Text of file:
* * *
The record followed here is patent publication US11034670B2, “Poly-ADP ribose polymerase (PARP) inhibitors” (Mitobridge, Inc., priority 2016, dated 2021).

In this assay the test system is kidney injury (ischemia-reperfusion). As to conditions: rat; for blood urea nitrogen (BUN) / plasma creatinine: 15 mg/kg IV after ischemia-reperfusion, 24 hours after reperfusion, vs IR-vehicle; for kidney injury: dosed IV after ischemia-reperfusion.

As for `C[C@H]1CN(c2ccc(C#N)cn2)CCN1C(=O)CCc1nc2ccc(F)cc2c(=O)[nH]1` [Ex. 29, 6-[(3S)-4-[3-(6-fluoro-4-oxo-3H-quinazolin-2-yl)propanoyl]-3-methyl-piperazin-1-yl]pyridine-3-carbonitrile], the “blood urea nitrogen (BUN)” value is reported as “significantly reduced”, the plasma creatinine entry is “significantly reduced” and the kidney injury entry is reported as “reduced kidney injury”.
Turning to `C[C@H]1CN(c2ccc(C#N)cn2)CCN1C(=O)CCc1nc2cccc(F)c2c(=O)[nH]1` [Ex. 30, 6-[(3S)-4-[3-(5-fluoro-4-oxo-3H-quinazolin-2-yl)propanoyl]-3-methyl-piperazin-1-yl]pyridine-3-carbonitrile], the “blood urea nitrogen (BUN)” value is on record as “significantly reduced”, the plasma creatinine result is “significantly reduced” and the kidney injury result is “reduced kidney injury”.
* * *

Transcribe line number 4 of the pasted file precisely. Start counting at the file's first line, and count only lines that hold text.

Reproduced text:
Turning to `C[C@H]1CN(c2ccc(C#N)cn2)CCN1C(=O)CCc1nc2cccc(F)c2c(=O)[nH]1` [Ex. 30, 6-[(3S)-4-[3-(5-fluoro-4-oxo-3H-quinazolin-2-yl)propanoyl]-3-methyl-piperazin-1-yl]pyridine-3-carbonitrile], the “blood urea nitrogen (BUN)” value is on record as “significantly reduced”, the plasma creatinine result is “significantly reduced” and the kidney injury result is “reduced kidney injury”.